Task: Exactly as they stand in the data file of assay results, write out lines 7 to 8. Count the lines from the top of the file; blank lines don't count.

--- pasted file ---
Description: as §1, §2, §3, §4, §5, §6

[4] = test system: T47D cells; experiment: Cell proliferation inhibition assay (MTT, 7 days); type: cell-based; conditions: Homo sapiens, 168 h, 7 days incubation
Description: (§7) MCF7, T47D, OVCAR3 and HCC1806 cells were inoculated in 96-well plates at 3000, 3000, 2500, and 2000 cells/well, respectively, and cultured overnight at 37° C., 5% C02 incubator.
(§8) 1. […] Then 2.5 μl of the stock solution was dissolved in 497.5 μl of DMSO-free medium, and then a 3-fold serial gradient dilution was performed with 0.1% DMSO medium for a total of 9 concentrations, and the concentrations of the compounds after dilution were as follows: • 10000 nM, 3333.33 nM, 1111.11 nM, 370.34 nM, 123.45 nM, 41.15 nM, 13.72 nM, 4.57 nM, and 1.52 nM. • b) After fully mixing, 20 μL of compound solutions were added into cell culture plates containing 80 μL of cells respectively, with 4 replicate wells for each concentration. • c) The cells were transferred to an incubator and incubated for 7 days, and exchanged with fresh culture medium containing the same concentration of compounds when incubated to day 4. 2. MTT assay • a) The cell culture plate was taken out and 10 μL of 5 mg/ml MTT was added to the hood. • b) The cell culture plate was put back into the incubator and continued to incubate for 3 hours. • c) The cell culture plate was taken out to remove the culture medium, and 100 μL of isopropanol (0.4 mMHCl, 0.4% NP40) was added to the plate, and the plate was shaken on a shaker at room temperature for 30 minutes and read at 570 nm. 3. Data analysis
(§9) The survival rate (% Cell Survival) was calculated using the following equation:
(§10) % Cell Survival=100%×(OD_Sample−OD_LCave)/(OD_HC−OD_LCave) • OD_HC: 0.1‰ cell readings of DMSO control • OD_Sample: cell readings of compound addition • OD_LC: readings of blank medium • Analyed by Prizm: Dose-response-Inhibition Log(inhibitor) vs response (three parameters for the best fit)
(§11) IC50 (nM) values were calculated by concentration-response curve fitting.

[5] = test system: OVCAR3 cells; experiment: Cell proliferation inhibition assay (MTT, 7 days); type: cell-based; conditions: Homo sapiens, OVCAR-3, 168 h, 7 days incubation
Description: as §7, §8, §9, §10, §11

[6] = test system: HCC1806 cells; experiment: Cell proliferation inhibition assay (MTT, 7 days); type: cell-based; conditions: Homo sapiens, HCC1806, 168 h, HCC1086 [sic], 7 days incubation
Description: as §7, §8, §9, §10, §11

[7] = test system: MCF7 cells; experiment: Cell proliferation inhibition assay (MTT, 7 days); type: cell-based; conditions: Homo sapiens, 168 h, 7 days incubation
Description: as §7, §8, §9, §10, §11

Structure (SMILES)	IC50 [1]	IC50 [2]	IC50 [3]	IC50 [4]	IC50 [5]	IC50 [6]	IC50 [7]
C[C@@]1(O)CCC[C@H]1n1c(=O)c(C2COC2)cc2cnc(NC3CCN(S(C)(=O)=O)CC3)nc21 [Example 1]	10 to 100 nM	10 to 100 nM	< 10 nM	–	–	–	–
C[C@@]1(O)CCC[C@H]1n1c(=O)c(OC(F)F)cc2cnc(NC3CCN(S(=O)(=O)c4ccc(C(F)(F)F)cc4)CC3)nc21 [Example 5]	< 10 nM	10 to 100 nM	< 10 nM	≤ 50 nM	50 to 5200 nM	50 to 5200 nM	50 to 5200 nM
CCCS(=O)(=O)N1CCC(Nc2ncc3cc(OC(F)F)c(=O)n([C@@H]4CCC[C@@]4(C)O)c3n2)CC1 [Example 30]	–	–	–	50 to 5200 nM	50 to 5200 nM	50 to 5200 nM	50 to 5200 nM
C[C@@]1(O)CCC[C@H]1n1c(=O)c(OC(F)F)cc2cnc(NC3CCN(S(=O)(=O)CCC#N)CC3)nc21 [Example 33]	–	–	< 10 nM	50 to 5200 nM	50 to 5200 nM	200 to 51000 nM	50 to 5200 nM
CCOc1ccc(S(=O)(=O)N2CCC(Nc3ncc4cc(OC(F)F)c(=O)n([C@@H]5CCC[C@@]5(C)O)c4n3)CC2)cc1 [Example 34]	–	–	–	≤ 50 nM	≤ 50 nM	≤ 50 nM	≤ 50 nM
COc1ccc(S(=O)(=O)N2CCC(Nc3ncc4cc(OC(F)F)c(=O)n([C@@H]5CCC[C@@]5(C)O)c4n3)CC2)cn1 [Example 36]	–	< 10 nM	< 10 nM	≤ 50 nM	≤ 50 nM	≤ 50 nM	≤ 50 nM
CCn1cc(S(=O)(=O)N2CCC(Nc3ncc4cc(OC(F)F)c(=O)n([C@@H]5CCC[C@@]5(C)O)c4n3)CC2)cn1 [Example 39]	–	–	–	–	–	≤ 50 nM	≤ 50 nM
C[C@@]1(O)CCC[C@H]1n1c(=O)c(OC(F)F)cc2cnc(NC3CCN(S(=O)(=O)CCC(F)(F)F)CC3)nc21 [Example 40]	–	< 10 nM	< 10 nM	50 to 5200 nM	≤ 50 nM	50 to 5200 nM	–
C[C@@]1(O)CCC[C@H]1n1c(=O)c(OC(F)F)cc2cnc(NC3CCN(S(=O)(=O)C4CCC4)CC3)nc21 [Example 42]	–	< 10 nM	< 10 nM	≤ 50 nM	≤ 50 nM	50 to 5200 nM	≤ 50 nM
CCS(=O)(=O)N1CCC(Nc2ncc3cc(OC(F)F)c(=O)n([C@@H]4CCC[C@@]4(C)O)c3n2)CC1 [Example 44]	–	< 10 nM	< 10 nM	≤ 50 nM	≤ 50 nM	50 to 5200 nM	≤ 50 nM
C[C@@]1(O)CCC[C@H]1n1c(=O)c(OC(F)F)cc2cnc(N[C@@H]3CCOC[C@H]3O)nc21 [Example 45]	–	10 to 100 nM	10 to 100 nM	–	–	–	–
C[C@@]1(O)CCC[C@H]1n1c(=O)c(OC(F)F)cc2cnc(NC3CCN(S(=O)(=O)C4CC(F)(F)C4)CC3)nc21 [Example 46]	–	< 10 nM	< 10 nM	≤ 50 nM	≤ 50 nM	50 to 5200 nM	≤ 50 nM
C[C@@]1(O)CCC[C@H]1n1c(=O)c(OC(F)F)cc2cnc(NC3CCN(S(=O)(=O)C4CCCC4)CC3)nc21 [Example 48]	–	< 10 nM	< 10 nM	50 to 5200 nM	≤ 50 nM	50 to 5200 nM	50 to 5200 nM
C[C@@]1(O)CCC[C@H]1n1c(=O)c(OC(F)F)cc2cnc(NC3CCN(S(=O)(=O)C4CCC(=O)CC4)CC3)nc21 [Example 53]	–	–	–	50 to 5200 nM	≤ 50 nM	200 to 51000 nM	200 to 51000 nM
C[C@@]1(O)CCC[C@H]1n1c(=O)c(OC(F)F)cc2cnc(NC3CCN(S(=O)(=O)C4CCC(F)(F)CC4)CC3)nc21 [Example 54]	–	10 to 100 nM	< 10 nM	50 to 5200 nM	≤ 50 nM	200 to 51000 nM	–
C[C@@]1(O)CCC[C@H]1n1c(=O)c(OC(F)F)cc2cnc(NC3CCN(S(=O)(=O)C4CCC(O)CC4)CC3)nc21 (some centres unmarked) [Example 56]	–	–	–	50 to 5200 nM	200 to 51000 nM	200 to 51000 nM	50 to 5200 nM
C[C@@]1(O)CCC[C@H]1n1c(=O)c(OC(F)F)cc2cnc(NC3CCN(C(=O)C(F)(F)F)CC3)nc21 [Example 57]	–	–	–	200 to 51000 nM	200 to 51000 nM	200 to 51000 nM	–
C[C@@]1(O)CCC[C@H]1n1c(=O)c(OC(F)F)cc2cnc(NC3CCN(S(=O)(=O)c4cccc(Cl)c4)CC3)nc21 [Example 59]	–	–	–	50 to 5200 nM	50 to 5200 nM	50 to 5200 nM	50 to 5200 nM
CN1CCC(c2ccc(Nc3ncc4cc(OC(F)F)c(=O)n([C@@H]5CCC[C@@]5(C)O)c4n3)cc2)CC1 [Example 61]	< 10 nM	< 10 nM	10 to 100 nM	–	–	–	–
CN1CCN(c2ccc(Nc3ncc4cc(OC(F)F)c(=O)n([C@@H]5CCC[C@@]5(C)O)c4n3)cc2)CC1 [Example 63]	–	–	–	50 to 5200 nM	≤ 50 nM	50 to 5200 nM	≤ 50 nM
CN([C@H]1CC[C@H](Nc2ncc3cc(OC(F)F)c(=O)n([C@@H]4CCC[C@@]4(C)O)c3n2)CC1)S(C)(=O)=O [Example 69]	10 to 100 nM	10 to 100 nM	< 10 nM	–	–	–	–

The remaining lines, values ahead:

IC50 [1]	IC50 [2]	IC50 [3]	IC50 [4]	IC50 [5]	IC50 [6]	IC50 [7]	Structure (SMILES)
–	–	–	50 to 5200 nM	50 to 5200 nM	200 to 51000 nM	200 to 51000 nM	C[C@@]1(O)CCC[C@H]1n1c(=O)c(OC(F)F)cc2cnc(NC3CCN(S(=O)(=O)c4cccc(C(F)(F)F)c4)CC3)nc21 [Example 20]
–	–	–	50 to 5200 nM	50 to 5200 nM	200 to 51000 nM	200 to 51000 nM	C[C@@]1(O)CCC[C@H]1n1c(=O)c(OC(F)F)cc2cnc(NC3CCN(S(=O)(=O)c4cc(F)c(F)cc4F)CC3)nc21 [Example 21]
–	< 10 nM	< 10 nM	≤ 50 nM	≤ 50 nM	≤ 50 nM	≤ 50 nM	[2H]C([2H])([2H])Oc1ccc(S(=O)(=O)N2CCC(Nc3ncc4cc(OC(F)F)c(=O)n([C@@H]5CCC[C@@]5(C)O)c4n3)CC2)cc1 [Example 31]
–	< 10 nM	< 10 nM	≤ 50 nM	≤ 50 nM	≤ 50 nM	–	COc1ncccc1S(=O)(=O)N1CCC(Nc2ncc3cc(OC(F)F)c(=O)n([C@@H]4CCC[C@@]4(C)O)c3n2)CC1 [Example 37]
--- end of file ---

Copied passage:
(§11) IC50 (nM) values were calculated by concentration-response curve fitting.

[5] = test system: OVCAR3 cells; experiment: Cell proliferation inhibition assay (MTT, 7 days); type: cell-based; conditions: Homo sapiens, OVCAR-3, 168 h, 7 days incubation